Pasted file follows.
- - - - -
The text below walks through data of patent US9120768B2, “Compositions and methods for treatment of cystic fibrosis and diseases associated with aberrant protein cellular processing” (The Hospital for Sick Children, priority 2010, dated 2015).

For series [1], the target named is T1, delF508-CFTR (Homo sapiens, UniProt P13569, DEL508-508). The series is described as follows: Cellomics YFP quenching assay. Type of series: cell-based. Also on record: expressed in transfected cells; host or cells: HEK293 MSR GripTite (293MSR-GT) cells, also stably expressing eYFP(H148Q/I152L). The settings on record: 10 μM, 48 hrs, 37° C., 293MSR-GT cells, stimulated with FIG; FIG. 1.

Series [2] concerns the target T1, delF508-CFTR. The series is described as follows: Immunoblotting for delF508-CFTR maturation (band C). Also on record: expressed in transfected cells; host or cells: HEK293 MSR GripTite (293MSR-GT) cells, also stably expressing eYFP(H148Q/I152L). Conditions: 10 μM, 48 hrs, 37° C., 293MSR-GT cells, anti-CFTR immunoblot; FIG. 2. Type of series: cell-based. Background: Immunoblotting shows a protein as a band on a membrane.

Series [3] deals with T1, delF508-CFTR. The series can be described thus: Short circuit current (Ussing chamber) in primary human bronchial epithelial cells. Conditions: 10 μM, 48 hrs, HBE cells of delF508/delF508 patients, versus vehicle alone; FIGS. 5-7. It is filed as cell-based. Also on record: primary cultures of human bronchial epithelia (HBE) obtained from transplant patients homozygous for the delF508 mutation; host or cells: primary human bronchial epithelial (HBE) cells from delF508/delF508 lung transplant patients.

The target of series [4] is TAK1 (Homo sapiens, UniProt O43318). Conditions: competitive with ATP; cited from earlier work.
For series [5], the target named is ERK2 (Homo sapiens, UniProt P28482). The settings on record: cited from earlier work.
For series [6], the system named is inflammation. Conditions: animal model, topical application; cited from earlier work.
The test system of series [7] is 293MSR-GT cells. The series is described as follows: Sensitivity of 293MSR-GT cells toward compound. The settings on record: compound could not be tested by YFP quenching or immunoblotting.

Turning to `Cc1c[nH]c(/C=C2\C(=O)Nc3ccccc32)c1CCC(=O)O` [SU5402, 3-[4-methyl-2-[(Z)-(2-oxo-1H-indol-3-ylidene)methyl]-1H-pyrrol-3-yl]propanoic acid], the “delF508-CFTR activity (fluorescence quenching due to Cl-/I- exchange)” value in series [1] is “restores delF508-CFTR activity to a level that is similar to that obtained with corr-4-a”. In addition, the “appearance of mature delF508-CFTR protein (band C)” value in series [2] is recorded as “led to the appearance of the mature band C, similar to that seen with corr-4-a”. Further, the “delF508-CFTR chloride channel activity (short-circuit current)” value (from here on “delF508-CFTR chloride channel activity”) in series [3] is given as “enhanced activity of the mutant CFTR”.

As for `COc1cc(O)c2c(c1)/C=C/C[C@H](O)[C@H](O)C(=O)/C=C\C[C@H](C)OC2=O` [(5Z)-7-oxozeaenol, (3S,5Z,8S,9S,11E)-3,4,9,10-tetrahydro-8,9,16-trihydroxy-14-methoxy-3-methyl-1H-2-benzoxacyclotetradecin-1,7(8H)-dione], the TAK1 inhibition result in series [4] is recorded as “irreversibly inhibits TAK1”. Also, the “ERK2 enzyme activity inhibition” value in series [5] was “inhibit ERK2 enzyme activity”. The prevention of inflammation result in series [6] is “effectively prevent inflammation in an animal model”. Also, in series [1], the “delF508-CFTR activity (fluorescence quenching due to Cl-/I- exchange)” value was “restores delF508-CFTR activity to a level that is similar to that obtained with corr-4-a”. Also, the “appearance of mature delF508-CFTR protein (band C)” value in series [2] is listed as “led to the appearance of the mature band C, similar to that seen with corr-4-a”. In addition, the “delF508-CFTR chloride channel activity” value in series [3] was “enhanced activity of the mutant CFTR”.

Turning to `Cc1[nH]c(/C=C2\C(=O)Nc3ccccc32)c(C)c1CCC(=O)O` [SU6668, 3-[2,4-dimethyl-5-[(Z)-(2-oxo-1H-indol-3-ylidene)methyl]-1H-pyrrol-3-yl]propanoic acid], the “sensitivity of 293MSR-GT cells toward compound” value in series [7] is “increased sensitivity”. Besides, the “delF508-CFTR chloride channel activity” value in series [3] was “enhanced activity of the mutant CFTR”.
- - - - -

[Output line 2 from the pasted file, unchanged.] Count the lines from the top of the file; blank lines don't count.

For series [1], the target named is T1, delF508-CFTR (Homo sapiens, UniProt P13569, DEL508-508). The series is described as follows: Cellomics YFP quenching assay. Type of series: cell-based. Also on record: expressed in transfected cells; host or cells: HEK293 MSR GripTite (293MSR-GT) cells, also stably expressing eYFP(H148Q/I152L). The settings on record: 10 μM, 48 hrs, 37° C., 293MSR-GT cells, stimulated with FIG; FIG. 1.